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He should be in the Australian team. Doesn’t matter whether it’s Lloyd Pope, the actual Pope or someone else who just causes you to think, “nope,” people keep going to that pet line about their favorite players for Test selection: he should be in the Australian team. It happens year, after year, after year. This season is merely an extreme example of that speculation, fueled by the bans imposed on Steven Smith, David Warner, and Cameron Bancroft.

But there’s only so much of this stuff that one can stand. Even Matthew Wade, one of the more plausible candidates put forward during the early Sheffield Shield rounds for Test selection, thinks so. Instead of focusing on whether he will be throwing the ball back to Mitchell Starc and company from mid-on in the first Test against India, let us therefore consider the specialists he was throwing the ball back to in his most recent Sheffield Shield match: Jackson Bird, Gabe Bell, Riley Meredith and Gurinder Sandhu, especially the last three, who do not have Bird’s status in the game as someone who has played Test cricket. Gabe Bell is maybe the best bowler to never have taken a five-wicket haul in Sheffield Shield cricket, with the possible exceptions of Muttiah Muralitharan, Anil Kumble and James Anderson. Or, as Louis Cameron more soberly Tweeted:

Apart from Bird, he is the only specialist bowler to have played in every Sheffield Shield match for Tasmania so far this season. Tom Rogers got injured, Sam Rainbird got dropped, and that last part is kind of the point. Now, I don’t think it was an outrageous decision, nor an indefensible one. But it was a decision that, if it were at a higher level, would have been the subject of greater debate. Rainbird is a good Sheffield Shield bowler. He is also a left-armer, arguably an important point of difference in an attack dominated by right-arm pace. And I can’t help thinking it would have trumped some of the pre-Test punditry that we have read.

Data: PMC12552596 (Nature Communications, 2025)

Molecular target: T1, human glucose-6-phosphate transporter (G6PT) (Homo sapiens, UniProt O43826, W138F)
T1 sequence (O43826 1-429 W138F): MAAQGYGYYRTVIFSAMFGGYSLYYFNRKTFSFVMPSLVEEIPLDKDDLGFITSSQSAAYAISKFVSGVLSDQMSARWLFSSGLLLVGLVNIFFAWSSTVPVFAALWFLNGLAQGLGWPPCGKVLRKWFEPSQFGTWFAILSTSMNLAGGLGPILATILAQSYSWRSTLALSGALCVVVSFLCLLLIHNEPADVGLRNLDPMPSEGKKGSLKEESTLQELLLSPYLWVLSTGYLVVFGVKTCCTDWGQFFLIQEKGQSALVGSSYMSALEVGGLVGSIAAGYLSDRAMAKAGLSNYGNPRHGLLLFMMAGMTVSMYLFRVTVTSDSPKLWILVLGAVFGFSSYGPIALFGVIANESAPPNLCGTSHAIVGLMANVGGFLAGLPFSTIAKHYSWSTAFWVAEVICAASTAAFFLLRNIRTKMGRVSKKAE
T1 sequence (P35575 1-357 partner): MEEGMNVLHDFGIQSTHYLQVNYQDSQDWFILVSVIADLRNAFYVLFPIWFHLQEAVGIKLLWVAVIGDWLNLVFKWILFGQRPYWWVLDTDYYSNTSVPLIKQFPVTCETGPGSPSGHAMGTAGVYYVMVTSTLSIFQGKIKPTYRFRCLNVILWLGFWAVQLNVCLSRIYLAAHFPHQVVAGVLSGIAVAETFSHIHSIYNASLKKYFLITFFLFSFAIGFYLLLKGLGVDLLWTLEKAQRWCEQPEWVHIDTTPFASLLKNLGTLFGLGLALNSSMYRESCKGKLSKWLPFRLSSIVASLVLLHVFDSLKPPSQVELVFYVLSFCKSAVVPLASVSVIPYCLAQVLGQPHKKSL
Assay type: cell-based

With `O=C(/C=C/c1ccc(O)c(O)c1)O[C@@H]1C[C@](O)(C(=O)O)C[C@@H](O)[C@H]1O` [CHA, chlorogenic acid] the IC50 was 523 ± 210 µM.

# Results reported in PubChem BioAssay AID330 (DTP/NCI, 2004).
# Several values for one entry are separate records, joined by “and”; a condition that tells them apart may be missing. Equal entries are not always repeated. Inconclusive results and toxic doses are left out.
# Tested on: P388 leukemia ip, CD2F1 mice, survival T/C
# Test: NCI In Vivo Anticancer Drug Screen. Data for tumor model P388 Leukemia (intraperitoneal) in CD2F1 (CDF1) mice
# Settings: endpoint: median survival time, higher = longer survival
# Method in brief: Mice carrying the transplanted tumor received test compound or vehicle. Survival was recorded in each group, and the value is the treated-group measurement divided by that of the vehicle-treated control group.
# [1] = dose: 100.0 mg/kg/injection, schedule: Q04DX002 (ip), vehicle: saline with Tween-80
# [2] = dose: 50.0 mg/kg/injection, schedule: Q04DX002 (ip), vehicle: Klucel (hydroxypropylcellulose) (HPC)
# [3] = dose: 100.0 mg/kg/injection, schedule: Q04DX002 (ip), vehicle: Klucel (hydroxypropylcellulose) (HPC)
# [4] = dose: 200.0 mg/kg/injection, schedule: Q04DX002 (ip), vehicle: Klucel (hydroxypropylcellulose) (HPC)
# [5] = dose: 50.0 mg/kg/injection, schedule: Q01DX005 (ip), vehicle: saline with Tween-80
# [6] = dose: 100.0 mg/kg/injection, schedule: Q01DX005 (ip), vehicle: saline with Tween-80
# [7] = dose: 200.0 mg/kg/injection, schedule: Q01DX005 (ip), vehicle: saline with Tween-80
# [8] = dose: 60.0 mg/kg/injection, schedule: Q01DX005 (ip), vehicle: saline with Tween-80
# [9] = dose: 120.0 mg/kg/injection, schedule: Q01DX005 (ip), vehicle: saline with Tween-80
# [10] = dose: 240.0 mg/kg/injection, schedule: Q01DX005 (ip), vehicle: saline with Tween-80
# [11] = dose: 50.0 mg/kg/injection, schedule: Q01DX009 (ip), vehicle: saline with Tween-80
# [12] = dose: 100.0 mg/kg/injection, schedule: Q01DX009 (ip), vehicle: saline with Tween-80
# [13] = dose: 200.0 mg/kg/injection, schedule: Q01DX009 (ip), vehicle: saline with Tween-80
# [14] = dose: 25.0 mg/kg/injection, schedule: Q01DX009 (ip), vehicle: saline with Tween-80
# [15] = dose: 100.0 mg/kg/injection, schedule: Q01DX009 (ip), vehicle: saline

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That’s not to say there’s no analysis of such decisions. A recent T20 decision that turned out to be surprising was Karachi’s decision to sign Aaron Summers for the next Pakistan Super League in 2019. Malhar Hathi wrote a piece on this website looking at that decision and Summers in detail. I don’t entirely agree with it, based on what I’ve seen of Summers, but the point is that it exists, and the more local the focus becomes, the more rewarding it can be for writer and reader.

One of Summers’ teammates at Lindisfarne, his local Tasmanian club side, is Nathan Ellis. He, like Lawrence Neil-Smith and other players who went to Abu Dhabi as part of the Hobart Hurricanes earlier this year, shouldn’t be in the Australian team, isn’t in the Australian team, but collectively they are a part of what makes Australian men’s cricket strong (or what will make it strong again), by making those who are not quite of that level perform at their best to retain their spots.

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